After Chernin, Who's Up At News?

2/27/2009 7:13 PM Eastern

With News Corp. chief operating officer Peter Chernin finally letting the cat out of the bag last week that he will leave the media giant after his contract expires June 30, the new game in Hollywood is guessing who his successor will be.

For the time being, the answer is simple: nobody. But according to at least some analysts, the smart money is that chairman and CEO Rupert Murdoch's son James, a rising star in his own right, will become the company's next No. 2.

Chernin said last week that he will step down as COO — “a difficult decision,” he said in a statement — after his contract expires on June 30. News Corp. said in announcing the move that no replacement will be named and that Chernin's reports will now answer directly to Rupert Murdoch. The company said that other News executives will share the burden in Chernin's absence.

According to several analysts, that could mean that longtime cable executives like Fox Networks Group chairman Tony Vinciquerra and Fox News Channel honcho Roger Ailes could see their roles expand. But many believe that the sheer number of additional executives that will report to Rupert Murdoch — 16, by one estimate — will force the chairman to name a new COO sooner rather than later.

And that is likely to be James Murdoch.

James Murdoch's standing has steadily risen over the years, starting with his stewardship at the tender age of 30 of its U.K. satellite TV juggernaut British Sky Broadcasting. James Murdoch guided the satcaster through some of its biggest growth periods — and weathered some controversy, particularly its dispute with Virgin Media over programming — before being named chairman and CEO of News Corp.'s European and Asian operations in 2007.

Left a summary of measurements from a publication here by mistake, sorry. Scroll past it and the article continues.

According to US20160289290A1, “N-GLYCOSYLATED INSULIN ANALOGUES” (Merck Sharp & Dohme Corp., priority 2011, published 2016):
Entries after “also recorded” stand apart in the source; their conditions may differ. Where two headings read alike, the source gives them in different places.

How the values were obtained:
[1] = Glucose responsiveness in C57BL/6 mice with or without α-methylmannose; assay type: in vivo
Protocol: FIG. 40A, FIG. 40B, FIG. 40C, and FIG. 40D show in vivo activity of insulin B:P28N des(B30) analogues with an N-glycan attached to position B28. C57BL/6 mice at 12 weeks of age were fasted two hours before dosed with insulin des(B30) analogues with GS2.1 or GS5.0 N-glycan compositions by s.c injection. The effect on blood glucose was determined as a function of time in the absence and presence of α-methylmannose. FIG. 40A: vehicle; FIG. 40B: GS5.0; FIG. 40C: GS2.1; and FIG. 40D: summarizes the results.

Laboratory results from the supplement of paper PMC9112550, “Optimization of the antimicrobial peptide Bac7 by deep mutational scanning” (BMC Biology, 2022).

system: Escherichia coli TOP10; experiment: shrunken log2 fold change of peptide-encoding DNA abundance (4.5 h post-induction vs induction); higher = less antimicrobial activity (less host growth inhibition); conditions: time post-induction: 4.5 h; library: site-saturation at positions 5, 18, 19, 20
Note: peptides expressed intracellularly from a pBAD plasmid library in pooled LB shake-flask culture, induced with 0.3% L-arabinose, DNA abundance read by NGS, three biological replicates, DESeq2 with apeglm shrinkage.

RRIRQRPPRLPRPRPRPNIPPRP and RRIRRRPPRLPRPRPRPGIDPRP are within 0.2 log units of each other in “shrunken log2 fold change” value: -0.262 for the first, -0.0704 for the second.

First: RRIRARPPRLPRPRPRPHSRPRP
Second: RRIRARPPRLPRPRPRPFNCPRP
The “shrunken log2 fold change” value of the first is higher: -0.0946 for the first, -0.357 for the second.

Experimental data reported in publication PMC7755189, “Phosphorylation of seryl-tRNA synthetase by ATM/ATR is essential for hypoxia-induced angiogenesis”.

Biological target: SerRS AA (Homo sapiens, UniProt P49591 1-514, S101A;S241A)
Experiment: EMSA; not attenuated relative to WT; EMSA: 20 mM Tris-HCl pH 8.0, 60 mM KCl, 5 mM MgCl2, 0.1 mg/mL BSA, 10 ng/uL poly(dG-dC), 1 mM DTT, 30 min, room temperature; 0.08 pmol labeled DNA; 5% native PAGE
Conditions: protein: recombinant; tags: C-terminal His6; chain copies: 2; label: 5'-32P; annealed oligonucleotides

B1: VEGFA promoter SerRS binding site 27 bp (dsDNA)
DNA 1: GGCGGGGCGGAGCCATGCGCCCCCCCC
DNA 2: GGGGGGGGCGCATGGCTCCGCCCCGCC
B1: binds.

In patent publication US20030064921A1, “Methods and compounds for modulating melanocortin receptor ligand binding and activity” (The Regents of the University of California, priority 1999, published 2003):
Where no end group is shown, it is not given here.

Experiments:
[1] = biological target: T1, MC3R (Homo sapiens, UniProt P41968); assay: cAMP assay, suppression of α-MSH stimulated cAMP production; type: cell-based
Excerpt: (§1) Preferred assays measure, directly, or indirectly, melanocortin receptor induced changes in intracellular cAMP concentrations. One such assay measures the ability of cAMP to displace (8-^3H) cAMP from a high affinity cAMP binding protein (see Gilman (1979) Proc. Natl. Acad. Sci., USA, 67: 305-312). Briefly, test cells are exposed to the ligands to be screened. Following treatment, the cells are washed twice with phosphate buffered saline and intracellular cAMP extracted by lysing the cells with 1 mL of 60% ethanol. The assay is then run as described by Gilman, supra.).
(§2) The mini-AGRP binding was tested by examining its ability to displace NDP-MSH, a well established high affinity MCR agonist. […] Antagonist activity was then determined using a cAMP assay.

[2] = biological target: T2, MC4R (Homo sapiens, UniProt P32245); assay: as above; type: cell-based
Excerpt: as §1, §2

“James will be named sooner rather than later,” said Miller Tabak media analyst David Joyce.

In a research report, Pali research analyst Richard Greenfield estimated that Rupert Murdoch would have 16 additional reports once Chernin leaves. That, he wrote, is a tough row even for a well-known hands-on chairman like Murdoch.

“While we believe Rupert Murdoch is intimately engaged in all facets of News Corp.'s businesses, taking on the added responsibilities of Mr. Chernin will be challenging,” Greenfield wrote. “Even if Murdoch is able to consolidate/streamline the aforementioned reporting structure, we believe the company will need a second-in-command over the course of the next year.”

And Greenfield added that there is but one obvious choice for that role.

“While James Murdoch is currently responsible for News Corp.'s European and Asian assets, we would expect his role to expand significantly over time, particularly as the demands on Rupert Murdoch's time grow post-Chernin,” Greenfield wrote.

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